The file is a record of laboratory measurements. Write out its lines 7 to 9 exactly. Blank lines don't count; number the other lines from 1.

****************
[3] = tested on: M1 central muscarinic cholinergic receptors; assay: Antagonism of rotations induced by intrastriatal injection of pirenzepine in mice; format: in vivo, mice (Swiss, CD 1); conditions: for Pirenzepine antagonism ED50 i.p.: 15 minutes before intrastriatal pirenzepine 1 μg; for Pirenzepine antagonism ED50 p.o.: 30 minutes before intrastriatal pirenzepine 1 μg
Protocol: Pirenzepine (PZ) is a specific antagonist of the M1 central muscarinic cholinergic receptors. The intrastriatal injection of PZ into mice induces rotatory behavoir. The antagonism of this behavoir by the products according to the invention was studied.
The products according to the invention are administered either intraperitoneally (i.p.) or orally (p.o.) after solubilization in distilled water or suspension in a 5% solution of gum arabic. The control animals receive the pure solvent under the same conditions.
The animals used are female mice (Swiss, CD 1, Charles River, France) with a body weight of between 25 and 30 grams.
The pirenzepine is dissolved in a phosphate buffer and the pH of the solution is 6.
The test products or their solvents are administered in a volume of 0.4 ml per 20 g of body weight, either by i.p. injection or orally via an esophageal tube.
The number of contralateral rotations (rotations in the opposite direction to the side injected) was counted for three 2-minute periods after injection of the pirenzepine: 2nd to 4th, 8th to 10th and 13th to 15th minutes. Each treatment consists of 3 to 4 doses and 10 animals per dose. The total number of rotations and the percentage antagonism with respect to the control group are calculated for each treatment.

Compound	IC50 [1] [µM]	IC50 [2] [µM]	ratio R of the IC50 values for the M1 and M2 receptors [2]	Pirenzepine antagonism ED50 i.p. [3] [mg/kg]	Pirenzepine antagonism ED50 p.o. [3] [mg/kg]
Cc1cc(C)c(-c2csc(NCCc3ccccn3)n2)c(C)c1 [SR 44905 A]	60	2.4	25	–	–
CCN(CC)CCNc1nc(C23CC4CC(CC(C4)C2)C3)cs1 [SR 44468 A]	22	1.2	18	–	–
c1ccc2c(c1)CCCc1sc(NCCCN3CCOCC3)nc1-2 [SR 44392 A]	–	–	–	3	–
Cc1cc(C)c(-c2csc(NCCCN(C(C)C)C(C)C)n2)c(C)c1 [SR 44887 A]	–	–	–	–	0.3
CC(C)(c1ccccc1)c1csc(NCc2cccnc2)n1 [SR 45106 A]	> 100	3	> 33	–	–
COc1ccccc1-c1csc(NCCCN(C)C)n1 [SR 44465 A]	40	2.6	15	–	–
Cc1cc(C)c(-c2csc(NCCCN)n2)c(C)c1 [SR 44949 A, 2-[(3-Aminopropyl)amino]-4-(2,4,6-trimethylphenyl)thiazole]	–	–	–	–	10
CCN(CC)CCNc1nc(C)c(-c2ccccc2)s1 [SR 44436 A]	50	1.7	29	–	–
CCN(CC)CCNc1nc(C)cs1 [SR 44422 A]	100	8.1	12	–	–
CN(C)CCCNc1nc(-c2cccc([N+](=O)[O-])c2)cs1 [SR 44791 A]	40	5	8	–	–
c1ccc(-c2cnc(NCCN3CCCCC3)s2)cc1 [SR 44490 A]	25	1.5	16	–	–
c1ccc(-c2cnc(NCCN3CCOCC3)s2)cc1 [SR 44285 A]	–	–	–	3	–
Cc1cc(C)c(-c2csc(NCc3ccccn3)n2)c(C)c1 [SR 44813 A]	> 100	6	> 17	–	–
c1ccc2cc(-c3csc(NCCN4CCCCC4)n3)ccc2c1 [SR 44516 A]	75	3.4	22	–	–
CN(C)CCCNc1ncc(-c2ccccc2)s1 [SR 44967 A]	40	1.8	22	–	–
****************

The number of contralateral rotations (rotations in the opposite direction to the side injected) was counted for three 2-minute periods after injection of the pirenzepine: 2nd to 4th, 8th to 10th and 13th to 15th minutes. Each treatment consists of 3 to 4 doses and 10 animals per dose. The total number of rotations and the percentage antagonism with respect to the control group are calculated for each treatment.

Compound	IC50 [1] [µM]	IC50 [2] [µM]	ratio R of the IC50 values for the M1 and M2 receptors [2]	Pirenzepine antagonism ED50 i.p. [3] [mg/kg]	Pirenzepine antagonism ED50 p.o. [3] [mg/kg]
Cc1cc(C)c(-c2csc(NCCc3ccccn3)n2)c(C)c1 [SR 44905 A]	60	2.4	25	–	–